WAMU 88.5 : News

Filed Under:

Compromise Could Limit Access To Federal Transportation Money

Play associated audio

As congressional negotiators near a deal for a massive transportation bill, bicycling and pedestrian advocates say access to funding used by local governments to make streets safer may be eliminated as part of the final compact. 

A deal is expected to be announced as early as today on a two-year, $109 billion transportation funding measure for roadways, bridges, and mass transit projects. As part of the compromise aimed at giving state transportation agencies more control over federal dollars for larger projects, House Republicans are insisting that access to the 1 to 2 percent of the federal transportation funding typically used for projects like fixing dangerous intersections or building bike lanes is cut.

"It’s important to have local control over some transportation funds so that local officials who know their streets can make the best decisions over safety improvements," said Barbara McCann, the executive director of the National Complete Streets Coalition.

If congressional negotiators reach a deal today, advocates say they probably won’t know until Thursday if the local access survived. Although House Republicans sought to eliminate it, a bipartisan compromise was struck in the Senate to keep the program in place, co-authored by Maryland Democrat Ben Cardin.

"It is really a mystery as to why [Congress] targeted this small amount of money that really saves lives," McCann said.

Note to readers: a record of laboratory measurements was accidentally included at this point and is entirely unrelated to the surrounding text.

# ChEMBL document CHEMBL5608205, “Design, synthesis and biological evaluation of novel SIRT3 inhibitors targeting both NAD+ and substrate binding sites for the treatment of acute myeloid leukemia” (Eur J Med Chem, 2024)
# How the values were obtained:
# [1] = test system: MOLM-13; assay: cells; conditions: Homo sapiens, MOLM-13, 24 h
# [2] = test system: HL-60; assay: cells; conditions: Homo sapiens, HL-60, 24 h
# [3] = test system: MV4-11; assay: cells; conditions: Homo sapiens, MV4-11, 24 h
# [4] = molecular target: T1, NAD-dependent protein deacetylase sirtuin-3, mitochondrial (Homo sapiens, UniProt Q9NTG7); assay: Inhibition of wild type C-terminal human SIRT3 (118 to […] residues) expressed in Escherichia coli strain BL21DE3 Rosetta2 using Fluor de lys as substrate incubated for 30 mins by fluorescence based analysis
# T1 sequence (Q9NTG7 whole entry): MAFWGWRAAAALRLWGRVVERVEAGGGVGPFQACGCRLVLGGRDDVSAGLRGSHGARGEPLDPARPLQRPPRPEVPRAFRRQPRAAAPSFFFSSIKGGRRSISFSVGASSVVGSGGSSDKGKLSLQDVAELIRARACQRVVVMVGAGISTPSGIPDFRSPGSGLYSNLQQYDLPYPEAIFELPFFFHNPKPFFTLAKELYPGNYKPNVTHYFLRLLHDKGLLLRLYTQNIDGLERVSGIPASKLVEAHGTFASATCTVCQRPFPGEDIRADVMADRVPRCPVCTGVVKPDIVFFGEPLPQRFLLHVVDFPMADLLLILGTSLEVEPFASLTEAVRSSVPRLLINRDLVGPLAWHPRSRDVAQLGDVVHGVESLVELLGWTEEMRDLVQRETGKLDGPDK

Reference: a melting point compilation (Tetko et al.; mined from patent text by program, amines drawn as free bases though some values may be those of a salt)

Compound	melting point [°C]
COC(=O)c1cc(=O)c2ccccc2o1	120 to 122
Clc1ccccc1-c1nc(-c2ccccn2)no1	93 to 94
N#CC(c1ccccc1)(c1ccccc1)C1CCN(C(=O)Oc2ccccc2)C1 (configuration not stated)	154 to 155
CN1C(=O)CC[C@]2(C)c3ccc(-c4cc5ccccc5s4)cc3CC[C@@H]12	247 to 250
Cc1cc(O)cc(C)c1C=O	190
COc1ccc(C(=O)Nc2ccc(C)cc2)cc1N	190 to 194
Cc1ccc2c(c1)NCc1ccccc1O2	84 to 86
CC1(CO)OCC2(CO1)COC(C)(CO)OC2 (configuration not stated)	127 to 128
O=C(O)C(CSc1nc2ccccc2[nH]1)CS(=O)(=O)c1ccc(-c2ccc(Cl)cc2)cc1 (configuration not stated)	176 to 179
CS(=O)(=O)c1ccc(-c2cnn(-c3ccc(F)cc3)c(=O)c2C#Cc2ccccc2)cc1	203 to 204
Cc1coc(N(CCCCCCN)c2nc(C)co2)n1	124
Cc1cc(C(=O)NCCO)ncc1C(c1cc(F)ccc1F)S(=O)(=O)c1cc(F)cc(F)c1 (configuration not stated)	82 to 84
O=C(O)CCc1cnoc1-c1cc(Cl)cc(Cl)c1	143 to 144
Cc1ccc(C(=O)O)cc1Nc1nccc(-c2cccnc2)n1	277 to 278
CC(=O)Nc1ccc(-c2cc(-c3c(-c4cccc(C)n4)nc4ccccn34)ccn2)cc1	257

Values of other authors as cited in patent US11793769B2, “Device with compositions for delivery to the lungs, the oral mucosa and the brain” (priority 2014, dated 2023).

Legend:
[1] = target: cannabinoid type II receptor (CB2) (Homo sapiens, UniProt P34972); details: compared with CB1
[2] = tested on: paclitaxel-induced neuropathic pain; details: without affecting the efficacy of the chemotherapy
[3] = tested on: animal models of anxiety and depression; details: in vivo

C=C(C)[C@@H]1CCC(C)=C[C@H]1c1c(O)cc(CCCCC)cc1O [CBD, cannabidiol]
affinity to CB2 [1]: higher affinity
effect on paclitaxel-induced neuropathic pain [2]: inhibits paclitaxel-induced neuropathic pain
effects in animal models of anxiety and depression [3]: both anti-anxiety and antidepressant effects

Bicycle riders and pedestrians represent 14 percent of roadway fatalities, and two-thirds of these deaths occurred on highways built by federal dollars, according to America Bikes. Advocates say this abysmal safety record could worsen if local governments are prevented from using federal transportation money for sidewalks, curb cuts for wheelchairs, bike lanes and other safety measures.

WAMU 88.5

Anne Tyler: "A Spool Of Blue Thread" (Rebroadcast)

In her first live radio interview ever, Pulitzer Prize winning author Anne Tyler joins Diane to talk about her 20th novel, "A Spool of Blue Thread."


Scotch Whiskey Gets A Run For Its Money From Global Distillers

A Canadian company recently was named whiskey of the year — knocking Scotch brands from the top-five category. In the U.S., there's been a massive increase in single malts in particular.

Capitol Hill Lawmakers Find Living At The Office Makes Sense, Saves Cents

Three office buildings on the House side of the U.S. Capitol serve as offices, and by night as lawmakers' apartments. Dozens of lawmakers choose to sleep in the office when Congress is in session.

From Takeout To Breakups: Apps Can Deliver Anything, For A Price

Convenience is at an all-time premium — and a lot of smartphone apps promise to make many of the things we do every day easier. In a time-crunch or sheer laziness, how far will the apps take us?

Leave a Comment

Help keep the conversation civil. Please refer to our Terms of Use and Code of Conduct before posting your comments.